In January 2011 Iraq reached post-2003 highs in both oil production and exports. The Oil Ministry announced that the country’s output reached an average of 2.7 million barrels a day, while exports were at an average of 2.163 million. Previously, the highest production mark Iraq had achieved since the U.S. invasion was an average of 2.60 million barrels a day in May 2008, and 2.05 million barrels in exports in February 2010. Last month’s achievements were the result of foreign oil deals signed in 2009.
The Oil Ministry attributed January’s jump to the work of international firms. The Rumaila field, operated by British Petroleum and the Chinese National Petroleum Corporation (CNPC) increased production by 20% to 1.275 million barrels a day, Italy’s Eni boosted output at the Zubayr field 45% to 265,000 barrels, while Exxon Mobile raised West Qurna 1’s productivity to 11,000 barrels a day. One energy analyst argued that this was the easiest part of the work that the corporations would do in Iraq. They had to drill a few wells, fix existing ones, and repair old infrastructure. To raise production anymore, they have to invest billions into storage tanks, export terminals, major pipelines, water injection plants, import all of the equipment necessary for these projects, and overcome the shortages in skilled workers. These are the challenges that Iraq’s oil industry now faces if it wants to reach its lavish goal of 12 million barrels a day in capacity by 2017.
Even then, the work that has already been done was enough for the country to return to around pre-war levels. Numbers for Iraq’s oil industry just before the fall of Saddam Hussein vary. Some place production between 2.5 million barrels a day and 2.8 million. That means at the beginning of 2011, Iraq finally either met or surpassed those marks. It took eight years, and several billion dollars in reconstruction funds to achieve that goal.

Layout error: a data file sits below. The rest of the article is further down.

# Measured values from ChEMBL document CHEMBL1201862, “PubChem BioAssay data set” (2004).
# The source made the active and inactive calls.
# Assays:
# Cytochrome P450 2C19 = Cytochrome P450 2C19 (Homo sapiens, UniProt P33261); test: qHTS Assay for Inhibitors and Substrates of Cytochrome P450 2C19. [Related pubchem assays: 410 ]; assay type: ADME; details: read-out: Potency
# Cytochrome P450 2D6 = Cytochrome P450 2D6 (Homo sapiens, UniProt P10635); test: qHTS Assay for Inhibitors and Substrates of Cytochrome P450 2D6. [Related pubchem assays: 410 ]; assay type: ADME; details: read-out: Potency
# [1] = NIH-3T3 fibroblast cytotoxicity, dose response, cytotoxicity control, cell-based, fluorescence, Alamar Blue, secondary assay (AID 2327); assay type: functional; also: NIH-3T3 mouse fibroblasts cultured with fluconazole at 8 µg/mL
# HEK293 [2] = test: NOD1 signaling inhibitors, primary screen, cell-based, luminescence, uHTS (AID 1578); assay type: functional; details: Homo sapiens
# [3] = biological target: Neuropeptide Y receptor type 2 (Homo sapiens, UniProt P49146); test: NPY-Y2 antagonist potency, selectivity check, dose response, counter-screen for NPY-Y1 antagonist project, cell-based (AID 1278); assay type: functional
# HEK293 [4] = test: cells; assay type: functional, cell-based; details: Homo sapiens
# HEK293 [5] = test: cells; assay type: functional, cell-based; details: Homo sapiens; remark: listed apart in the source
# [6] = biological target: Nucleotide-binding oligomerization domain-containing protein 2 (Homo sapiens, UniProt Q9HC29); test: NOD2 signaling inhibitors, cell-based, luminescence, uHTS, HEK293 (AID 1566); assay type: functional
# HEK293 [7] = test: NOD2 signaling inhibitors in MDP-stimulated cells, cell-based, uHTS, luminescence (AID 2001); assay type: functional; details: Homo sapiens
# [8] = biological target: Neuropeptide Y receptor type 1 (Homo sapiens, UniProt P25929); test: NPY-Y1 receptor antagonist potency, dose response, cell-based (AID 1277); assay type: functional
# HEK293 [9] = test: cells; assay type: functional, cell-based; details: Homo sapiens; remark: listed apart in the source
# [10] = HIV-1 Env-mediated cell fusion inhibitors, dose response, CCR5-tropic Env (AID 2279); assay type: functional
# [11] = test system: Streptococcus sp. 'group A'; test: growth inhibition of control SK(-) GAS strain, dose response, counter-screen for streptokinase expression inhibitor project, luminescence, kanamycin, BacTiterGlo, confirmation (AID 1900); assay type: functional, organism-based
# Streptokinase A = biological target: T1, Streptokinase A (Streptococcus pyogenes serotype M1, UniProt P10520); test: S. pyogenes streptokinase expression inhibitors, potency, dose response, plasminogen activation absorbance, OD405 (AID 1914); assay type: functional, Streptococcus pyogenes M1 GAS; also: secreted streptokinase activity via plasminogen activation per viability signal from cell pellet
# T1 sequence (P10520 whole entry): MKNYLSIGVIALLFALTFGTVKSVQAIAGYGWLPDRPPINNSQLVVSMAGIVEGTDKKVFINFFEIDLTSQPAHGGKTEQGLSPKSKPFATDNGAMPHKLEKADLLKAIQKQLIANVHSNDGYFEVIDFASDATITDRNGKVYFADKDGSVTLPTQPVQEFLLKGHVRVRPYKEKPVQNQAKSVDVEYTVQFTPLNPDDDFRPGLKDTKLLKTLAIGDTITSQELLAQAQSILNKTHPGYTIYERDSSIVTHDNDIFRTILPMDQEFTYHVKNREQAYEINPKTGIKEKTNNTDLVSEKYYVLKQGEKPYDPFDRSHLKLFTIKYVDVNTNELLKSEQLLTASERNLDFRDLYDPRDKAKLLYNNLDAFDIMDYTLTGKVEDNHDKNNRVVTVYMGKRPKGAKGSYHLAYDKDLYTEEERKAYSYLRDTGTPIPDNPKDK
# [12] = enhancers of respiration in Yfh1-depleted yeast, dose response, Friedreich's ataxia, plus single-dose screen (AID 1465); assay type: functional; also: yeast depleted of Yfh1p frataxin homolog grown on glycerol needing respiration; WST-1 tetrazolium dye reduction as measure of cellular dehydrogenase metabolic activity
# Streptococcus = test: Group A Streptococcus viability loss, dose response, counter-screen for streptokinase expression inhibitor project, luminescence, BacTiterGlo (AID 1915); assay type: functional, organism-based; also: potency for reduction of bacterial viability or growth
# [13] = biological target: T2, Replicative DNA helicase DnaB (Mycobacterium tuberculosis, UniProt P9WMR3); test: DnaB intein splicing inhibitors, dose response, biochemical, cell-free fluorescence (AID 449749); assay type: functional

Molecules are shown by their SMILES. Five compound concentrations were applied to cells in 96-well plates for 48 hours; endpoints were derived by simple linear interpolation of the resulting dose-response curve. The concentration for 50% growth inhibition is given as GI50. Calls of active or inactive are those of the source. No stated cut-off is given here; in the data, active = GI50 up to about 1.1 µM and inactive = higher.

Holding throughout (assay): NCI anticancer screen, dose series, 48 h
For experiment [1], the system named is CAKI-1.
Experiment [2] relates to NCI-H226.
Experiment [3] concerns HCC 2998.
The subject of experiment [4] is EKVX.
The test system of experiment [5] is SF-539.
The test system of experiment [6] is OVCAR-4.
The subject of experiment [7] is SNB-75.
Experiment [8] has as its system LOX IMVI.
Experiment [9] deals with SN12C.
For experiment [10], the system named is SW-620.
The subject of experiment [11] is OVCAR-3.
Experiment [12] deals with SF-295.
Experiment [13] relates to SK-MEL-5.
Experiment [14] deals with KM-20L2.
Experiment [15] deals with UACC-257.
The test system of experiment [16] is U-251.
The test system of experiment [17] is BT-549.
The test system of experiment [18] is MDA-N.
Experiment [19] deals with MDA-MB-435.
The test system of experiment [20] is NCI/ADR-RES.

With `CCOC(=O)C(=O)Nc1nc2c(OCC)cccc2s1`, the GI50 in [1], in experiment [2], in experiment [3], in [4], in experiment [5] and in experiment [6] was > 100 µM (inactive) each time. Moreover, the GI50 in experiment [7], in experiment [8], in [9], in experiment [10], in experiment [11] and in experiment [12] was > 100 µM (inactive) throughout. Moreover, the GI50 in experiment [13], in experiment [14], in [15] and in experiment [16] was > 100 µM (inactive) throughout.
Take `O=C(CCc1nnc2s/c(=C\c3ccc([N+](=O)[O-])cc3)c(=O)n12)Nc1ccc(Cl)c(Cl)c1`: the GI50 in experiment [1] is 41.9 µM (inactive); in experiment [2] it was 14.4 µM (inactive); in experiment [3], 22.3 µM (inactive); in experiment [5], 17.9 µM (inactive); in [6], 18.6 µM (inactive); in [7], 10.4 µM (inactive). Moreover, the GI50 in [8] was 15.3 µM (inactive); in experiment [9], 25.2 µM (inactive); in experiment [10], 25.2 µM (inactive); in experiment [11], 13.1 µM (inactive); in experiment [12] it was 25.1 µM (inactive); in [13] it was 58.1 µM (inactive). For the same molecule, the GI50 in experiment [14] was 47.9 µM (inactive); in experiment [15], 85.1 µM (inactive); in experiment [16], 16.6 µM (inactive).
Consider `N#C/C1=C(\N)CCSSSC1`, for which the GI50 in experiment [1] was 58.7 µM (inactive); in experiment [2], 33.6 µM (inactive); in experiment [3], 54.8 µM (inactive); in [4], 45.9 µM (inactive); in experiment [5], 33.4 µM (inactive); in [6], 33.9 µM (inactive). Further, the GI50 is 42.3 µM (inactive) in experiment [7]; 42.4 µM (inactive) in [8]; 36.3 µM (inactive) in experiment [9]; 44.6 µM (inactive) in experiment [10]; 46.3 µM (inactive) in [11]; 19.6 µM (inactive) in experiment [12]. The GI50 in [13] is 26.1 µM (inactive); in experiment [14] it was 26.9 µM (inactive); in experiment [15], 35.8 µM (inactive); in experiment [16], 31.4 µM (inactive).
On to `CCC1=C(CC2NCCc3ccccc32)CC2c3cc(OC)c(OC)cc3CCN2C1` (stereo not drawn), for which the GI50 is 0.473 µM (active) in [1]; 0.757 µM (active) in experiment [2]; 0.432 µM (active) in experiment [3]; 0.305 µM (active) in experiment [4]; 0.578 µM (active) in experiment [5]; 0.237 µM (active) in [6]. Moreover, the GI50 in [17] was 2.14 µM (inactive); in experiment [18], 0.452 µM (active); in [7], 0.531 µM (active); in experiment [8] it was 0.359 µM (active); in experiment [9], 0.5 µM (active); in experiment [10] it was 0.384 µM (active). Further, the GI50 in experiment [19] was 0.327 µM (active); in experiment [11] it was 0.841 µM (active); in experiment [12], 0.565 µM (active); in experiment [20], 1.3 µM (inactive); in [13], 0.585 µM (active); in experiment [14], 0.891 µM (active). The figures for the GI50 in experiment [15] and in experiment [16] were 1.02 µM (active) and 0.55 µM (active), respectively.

The foreign petroleum deals signed in 2009 are finally coming into affect, and resulted in January’s sharp increases. Iraq’s oil output is expected to continue to rise in the following months and years. The question now is how much, how fast, and at what cost.
Last 12-Months Oil Production-Exports (Average Million Barrels Per Day)
Feb. 2.44 - 2.05
Mar. 2.25 - 1.84
Apr. 2.38 - 1.80
May 2.35 - 1.88
Jun. 2.41 - 1.86
Jul. 2.30 - 1.82
Aug. 2.32 - 1.82
Sep. 2.35 - 2.02
Oct. 2.35 - 1.91
Nov. 2.35 – 1.92
Dec. 2.41 – 1.95
Jan. 2.70 – 2.16
Associated Press, “Iraq’s oil expansion plans face major challenges,” 1/13/11
Elliott, Michael, “So, What Went Wrong?” Time, 10/6/03
Kami, Aseel, “Iraq Jan oil exports highest since 2003-UPDATE 1,” Reuters, 2/2/11
Hafidh, Hassan, “Iraqi Oil Output Increases,” Wall Street Journal, 1/8/11
Rasheed, Ahmed, “ANALYSIS-Tougher times ahead for oil firms in Iraq,” Reuters, 1/24/11
Sanders, Edmund and Kraul, Chris, “Iraqi oil flow halted for a week by attack,” San Francisco Chronicle, 8/17/03
Today Magazine, “Oil potential is huge in Iraq: Analysts,” 1/29/11